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Working with PostgreSQL and flask_sqlalchemy

blankgodd profile image Damilare Agba ・5 min read

In this article, we'll be looking at creating and connecting a simple web app built with flask; a python based microframework, to a PostgreSQL database. Here we'll be making use of sqlalchemy which is an object-relational mapper for python. Without further ado, let us get right into it.

PS: I assume you already have python and flask installed so I won't be going into details about that. If you don't, you can visit the python website to download it then run the following command in your terminal to install flask.

$ pip install flask
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What is PostgreSQL?

According to its Wikipedia page, "PostgreSQL, also known as Postgres, is a free and open-source relational database management system (RDBMS) emphasizing extensibility and SQL compliance" -Wikipedia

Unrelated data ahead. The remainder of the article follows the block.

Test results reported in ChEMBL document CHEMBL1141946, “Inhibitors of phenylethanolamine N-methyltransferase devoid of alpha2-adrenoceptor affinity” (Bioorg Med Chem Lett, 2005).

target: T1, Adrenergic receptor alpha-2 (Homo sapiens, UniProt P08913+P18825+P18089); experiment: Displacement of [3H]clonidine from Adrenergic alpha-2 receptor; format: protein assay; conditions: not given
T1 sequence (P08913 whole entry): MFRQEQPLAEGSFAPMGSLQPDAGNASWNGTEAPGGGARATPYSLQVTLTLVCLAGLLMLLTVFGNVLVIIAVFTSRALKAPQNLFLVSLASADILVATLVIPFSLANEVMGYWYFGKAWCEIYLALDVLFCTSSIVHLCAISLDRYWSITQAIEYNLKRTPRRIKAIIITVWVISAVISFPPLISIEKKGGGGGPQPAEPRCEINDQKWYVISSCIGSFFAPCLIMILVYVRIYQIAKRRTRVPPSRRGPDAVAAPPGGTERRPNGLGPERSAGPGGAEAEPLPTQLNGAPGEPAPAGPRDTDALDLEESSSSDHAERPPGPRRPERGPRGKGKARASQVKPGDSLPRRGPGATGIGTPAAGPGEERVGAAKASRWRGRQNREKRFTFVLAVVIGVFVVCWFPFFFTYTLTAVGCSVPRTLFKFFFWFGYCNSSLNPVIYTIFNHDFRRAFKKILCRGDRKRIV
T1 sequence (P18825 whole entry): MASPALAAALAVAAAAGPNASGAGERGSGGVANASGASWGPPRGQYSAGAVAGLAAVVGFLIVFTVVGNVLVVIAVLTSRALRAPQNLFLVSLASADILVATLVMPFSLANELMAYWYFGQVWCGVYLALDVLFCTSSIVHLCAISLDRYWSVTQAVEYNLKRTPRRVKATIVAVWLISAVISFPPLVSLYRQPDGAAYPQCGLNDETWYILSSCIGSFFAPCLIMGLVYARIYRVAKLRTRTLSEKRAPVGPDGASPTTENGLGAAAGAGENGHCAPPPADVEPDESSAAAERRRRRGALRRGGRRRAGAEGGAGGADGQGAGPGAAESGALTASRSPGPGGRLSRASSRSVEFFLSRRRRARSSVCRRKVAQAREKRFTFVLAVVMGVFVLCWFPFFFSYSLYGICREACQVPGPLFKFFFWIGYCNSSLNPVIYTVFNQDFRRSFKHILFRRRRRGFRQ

What distinguishes Postgres from other relational databases like MySQL is the fact that it is object-oriented and ships with more use cases and features which is important to run some applications.

I am currently working on a Linux operating system (Parrot to be specific). So we'll be going through these processes the Linux way. Cheers.

Installing Postgres

If like me, you are using the latest version of your Linux distro, then it is very likely that you already have Postgres installed on your machine. Then you can skip to this. If you don't have it installed, however, you can go through the process below to install it.

First, create the file repository configuration

$ sudo sh -c 'echo "deb http://apt.postgresql.org/pub/repos/apt $(lsb_release -cs)-pgdg main" > /etc/apt/sources.list.d/pgdg.list'